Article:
The Most (and Least) Gut-Friendly Foods to Fuel Your Workout

small group of runners in urban invironment, evening training
If you're training for a spring or summer race, you may have to train your gut, too. (Getty Images)
Spring training is in full swing – and not just for baseball players. Recreational runners, cyclists and hikers are also preparing for races and active vacations – and some are feeling it in their guts.
Yes, while exercise is critically important for heart, bone and muscular health, one of its annoying unintended consequences can be digestive distress. After all, the gastrointestinal tract moves when your body moves, and the up-and-down motion of running or brisk walking can send you sprinting toward the port-a-potty during training or races. If your gut doesn't feel good, you won't feel good – and your athletic performance will likely suffer as a result.
Fortunately, while some gut issues during exercise can be due to factors you can't control like the weather, other factors you can control. For example, eating too much food the night before or morning of exercise, eating too close to the time of exercise, eating foods that can have a laxative effect and drinking too much or too little water can all contribute to GI distress in motion, according to a 2016 survey of 910 athletes in the journal Applied Physiology, Nutrition and Metabolism.
Particular foods can be to blame, too. According to the survey, the most bothersome foods are high in FODMAPs, an acronym that stands for types of poorly-absorbed, quickly-fermented carbohydrates. In fact, when athletes eliminated at least one high-FODMAP food category, they reduced their symptoms by 82 percent. Here are some examples of high-FODMAP foods that can be some of the biggest GI offenders:
  • Lactose: Milk, ice cream, ricotta and cottage cheese, yogurt and nonfat milk powder.
  • Galactooligosaccharides: Black, kidney, navy and pinto beans, pistachios and cashews.
  • Fructose: Apples, figs, mangoes, watermelon, honey and agave.
  • Fructans: Dried fruit, garlic, onion, wheat, barley, rye and inulin.
  • Polyols: Apples, apricots, peaches, nectarines, pears, cauliflower, mushrooms and sugar alcohols.
Since all of those potentially-distressing foods contain particular types of carbs, you may think that the solution is just to take all carbs out of your diet. Not so fast! Carbohydrates are the primary fuel source for sprint-type exercise and 50 percent of the fuel source for endurance exercise. So rather than eliminate, discriminate in your carbohydrate choices by trying some of these low-FODMAP alternatives:
  • Low-lactose: Aged cheeses, lactose-free milk, coconut milk, pea milk, almond milk, rice milk and lactose-free yogurt.
  • Low-galactooligosaccharides: Arugula, beets, broccoli, carrots, green beans, squash, potatoes, tomatoes, peanuts, almonds, chickpeas and edamame.
  • Low-fructose: Bananas, cantaloupes, grapes, oranges, papaya, pineapple, clementines and berries.
  • Low-fructans: Gluten-free bread, oats, rice, quinoa, sourdough bread, soba noodles and corn tortillas.
  • Low-polyols: Maple syrup, sugar and stevia.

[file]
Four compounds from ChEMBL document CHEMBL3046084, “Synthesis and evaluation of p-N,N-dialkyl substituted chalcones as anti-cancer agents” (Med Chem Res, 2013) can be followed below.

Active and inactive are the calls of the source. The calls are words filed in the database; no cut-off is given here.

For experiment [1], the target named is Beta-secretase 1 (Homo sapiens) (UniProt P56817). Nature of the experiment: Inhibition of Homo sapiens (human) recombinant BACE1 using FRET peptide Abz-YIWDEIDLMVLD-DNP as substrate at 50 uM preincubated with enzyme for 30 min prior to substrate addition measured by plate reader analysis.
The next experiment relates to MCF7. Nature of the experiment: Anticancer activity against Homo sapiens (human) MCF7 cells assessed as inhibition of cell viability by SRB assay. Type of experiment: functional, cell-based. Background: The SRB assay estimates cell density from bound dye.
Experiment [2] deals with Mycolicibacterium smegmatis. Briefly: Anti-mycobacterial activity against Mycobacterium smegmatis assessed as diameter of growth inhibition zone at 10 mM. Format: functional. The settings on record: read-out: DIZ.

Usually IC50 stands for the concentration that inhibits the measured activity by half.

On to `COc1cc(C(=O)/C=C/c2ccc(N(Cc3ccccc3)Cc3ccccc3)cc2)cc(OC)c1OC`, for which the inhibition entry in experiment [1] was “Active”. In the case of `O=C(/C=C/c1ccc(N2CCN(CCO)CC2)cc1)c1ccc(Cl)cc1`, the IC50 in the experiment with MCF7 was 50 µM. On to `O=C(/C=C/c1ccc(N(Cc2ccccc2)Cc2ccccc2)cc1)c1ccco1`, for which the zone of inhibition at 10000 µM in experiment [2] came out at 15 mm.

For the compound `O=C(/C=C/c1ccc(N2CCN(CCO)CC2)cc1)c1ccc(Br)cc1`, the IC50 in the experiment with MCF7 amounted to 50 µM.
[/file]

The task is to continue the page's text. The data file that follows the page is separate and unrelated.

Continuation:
Here are some meals and snacks you can make with these low-FODMAP ingredients that can help fuel your workout – without triggering your gut:
  • Energy bites made with peanut or almond butter, oats, crispy rice cereal, maple syrup and dried cranberries.
  • Oat bites made with oats, pumpkin, pea milk, spices and maple syrup.
  • Overnight oats made with Greek yogurt, peanut milk and bananas.
  • Mini potatoes made with olive oil and soy sauce rolled in crushed rice cereal and sesame seeds.
  • A trail mix made from corn cereal, freeze-dried strawberries and roasted chickpeas.
  • Gluten-free wraps with peanut butter, rice syrup and banana or almond butter, strawberries and strawberry preserves.
If you don't want to make your own gut-friendly foods, make sure you scrutinize sports nutrition products before you buy them. Many lower-carb bars have inulin, and some may be sweetened with agave. Some of the gels, chomps and chews contain honey. Trail mixes may contain raisins, so consider making them yourself so you can pick the grain, nut and dried fruit that work well for you. If you use protein powders, look to see what is used as the sweetener; many products contain some type of sugar alcohol such as sorbitol, mannitol, isomalt or maltitol. Consider maple candies, dried cranberries or even sugar cubes as gut-friendly options during races. Just don't overdo it – one to two candies, three to four sugar cubes or 2 tablespoons of dried cranberries along with water should suffice over the course of an hour.
Tummy still not feeling settled? Be a digestive detective. Keep track of your symptoms, what you ate before exercise and how well-hydrated you were. Take a good look at your plate, too, to see if what you eat for your meals may be part of the problem. Riced cauliflower or cauliflower pizza may be trendy, but may be quite unfriendly to your gut. Carbo-loading with pasta may be a no-no, so think about eating a potato to provide enough carbohydrates to fuel your exercise instead.
Finally, it may be worthwhile to seek out the advice of a sports dietitian. He or she can help you develop a fueling plan that excludes food triggers and includes foods that provide the energy you need. A sports dietitian can also help you figure out when and how much to eat to optimize performance.